The Watchtower sits out on a promontory at the eastern end of the South Rim of the Grand Canyon. Designed by Mary Elizabeth Colter, from a distance the building's silhouette looks like the Anasazi watchtower it was meant to mimic. The Indian watchtower at Desert View is not a copy, but what Colter called a 're-creation' of an Indian watchtower. Standing at 70 feet, with a 30-foot base, the tower is unique in having a concrete foundation and a steel framework well hidden in the stones of the tower. An outdoor observation deck is directly above the observation room.
The most noteworthy aspect of the exterior is the stonework--a variety of uncoursed rubble below and coursed sandstone above, with decorative patterns of triangular stones adding architectural interest directly below the tower's parapet and other bands of color masonry adding even more visual interest. Her use of texture in the masonry creates a visual depth. Large walls sections of the tower, for instance, have a relatively smooth finish that in places is broken up by slightly larger stones protruding from the wall surface. Fenestration in the tower is irregular--tiny windows or those with irregular shapes--with the exception of the observation area at the top of the structure where large trapezoids of plate glass allow the viewer to see the surrounding countryside in all directions. Colter's careful massing of forms added more architectural emphasis to the tower.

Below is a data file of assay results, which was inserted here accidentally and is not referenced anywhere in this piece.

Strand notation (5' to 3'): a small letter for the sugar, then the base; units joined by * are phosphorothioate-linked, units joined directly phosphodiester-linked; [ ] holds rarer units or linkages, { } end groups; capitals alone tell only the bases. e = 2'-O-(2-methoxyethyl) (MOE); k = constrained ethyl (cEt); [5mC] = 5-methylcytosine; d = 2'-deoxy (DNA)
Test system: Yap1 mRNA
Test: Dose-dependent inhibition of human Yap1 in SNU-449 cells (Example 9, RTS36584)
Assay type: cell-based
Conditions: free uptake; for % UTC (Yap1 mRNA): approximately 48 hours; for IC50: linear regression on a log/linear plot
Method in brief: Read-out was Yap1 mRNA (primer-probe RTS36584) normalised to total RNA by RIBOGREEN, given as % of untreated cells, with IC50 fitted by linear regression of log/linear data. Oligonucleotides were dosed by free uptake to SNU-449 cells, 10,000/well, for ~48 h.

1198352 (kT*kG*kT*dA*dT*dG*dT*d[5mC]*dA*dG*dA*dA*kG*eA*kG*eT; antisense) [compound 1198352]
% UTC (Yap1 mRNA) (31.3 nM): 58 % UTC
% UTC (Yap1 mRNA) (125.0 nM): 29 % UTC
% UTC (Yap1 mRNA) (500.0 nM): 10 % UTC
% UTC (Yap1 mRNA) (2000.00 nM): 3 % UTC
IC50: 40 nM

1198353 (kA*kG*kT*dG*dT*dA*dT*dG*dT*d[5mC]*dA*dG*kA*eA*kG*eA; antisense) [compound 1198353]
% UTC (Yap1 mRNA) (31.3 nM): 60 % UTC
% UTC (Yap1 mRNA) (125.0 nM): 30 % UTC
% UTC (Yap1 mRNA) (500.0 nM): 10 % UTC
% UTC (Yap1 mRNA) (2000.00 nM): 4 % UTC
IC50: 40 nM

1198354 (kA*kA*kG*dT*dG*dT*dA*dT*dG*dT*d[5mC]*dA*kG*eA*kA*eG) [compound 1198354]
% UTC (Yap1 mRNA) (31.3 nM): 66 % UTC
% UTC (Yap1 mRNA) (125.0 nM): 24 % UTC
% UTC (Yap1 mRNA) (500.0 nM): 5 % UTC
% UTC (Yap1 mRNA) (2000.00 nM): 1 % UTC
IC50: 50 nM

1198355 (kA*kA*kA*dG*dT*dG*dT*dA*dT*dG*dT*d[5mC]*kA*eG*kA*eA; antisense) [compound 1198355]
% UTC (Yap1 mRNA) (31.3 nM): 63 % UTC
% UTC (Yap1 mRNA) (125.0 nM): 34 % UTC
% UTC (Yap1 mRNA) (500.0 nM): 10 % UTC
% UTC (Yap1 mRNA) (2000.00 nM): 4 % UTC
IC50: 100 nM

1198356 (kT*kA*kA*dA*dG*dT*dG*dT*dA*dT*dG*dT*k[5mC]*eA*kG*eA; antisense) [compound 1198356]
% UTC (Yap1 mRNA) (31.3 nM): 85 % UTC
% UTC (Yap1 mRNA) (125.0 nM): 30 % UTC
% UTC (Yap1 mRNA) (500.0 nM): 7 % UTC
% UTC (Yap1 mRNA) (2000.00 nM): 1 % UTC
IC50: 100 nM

Grand Canyon National Park